Mroczek Wins DeLong Book History Prize
Eva Mroczek, assistant professor of religious studies at UC Davis, has been named the recipient of the 2017 DeLong prize for book history, for The Literary Imagination in Jewish Antiquity (Oxford University Press, May 2016).
“Book history has been an important intellectual framework for my work on the early history of now-Biblical texts,” Mroczek said, “and I’m particularly proud of this recognition because no book on antiquity has ever received this prize before.”
The DeLong Book History Book Prize is administered by the Society for the History of Authorship, Reading and Publishing, or SHARP, founded to create a global network for book historians working in a broad range of scholarly disciplines.
Claire Squires, SHARP’s director of publications and awards, said of The Literary Imagination in Jewish Antiquity: “Despite its impressive and wide-ranging scholarship, the book is deft of touch, enjoyable and accessible, and should be read by any scholar interested in the history of the Bible, early Jewish literature and the idea of the book.”
The Literary Imagination in Jewish Antiquity offers new ways to conceptualize how early Jews understood sacred writing before the concepts of “Bible” and “book” had emerged, treats early Jewish literary culture on its own terms, rather than as a precursor to later, normative Judaism and Christianity, and contributes a literary perspective to the texts of early Judaism.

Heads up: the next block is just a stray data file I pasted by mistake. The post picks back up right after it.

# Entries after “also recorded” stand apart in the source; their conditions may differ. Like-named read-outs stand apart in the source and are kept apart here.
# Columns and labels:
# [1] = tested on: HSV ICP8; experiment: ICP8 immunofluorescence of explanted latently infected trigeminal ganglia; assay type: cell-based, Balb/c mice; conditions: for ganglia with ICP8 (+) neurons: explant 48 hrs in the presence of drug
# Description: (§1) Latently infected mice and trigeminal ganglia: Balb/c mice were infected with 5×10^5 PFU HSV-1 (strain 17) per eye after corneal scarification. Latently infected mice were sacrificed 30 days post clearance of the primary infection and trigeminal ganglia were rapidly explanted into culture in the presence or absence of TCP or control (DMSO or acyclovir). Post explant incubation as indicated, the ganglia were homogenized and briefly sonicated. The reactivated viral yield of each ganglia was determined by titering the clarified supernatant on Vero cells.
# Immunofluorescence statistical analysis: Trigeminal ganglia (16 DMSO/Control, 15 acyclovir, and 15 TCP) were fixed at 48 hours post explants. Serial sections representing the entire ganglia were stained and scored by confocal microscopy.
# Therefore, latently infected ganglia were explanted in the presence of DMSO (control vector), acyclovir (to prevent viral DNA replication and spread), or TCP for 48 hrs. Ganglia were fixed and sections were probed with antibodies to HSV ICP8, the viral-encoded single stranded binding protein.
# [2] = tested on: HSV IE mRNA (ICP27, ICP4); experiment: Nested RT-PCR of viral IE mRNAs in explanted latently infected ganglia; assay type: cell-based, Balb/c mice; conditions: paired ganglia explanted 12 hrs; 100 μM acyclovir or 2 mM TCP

Earlier this year the University of Heidelberg’s Research Center for International and Interdisciplinary Theology announced Mroczek as one of the recipients of the Manfred Lautenschlaeger Award for Theological Promise for The Literary Imagination in Jewish Antiquity.
Mroczek holds a Ph.D. in the study of religion from the University of Toronto, and her work on early Jewish literary culture has appeared in the Journal for the Study of Judaism and Journal of Ancient Judaism, as well as the SHARP journal Book History. She came to UC Davis in 2016.
She discusses her book in this “Frankely Judaic” podcast from the Jean and Samuel Frankel Center for Judaic Studies at the University of Michigan.